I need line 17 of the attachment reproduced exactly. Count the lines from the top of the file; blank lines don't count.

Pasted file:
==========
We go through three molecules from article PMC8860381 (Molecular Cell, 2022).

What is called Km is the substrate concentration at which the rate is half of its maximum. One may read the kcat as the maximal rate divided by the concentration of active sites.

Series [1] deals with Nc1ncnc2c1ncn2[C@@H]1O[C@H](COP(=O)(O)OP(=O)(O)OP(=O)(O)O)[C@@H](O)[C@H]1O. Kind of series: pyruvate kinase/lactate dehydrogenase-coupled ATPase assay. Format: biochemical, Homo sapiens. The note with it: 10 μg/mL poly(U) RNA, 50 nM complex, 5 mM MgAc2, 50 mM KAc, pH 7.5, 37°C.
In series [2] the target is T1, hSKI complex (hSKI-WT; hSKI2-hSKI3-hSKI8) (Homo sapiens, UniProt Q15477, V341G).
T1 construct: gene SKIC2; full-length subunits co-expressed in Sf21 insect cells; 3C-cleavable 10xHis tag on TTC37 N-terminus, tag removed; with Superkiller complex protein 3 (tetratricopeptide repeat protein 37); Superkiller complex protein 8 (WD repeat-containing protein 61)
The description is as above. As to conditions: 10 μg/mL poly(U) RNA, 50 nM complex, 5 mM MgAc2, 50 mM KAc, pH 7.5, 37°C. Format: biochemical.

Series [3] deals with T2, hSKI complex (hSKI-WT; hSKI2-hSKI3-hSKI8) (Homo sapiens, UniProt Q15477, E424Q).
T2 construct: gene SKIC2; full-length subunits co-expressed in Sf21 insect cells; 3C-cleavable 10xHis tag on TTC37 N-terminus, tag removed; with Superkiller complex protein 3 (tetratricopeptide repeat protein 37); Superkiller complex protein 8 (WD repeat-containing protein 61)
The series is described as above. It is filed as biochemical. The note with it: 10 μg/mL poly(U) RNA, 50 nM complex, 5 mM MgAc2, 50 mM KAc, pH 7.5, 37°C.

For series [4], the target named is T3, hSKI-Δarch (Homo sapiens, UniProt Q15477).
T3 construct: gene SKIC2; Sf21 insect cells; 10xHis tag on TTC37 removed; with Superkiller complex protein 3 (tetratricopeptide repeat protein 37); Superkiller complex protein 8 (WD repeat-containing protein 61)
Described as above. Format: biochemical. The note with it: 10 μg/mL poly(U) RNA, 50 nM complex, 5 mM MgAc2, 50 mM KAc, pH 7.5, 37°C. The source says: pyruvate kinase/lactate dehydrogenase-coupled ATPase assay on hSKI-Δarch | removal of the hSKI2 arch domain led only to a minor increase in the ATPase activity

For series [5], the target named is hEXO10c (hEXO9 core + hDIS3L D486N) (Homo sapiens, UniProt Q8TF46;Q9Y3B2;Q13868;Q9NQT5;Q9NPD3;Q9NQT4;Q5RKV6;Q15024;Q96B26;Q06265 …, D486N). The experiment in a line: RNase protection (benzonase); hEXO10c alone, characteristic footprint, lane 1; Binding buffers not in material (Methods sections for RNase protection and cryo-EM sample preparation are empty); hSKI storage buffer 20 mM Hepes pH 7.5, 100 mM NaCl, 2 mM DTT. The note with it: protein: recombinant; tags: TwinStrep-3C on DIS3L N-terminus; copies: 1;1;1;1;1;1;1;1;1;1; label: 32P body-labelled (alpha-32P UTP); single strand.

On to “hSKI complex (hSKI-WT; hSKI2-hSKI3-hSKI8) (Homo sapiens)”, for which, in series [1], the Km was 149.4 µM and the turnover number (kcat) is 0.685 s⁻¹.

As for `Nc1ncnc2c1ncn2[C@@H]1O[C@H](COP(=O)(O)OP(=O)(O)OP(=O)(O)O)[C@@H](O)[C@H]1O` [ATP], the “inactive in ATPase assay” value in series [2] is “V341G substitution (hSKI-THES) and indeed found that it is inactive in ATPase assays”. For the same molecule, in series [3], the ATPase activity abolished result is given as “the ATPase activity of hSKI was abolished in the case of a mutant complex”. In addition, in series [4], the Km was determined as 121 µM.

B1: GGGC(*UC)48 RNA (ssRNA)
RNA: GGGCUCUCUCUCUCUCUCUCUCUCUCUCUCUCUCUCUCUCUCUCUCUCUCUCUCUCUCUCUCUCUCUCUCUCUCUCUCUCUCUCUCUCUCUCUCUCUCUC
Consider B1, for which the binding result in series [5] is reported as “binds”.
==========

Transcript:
RNA: GGGCUCUCUCUCUCUCUCUCUCUCUCUCUCUCUCUCUCUCUCUCUCUCUCUCUCUCUCUCUCUCUCUCUCUCUCUCUCUCUCUCUCUCUCUCUCUCUCUC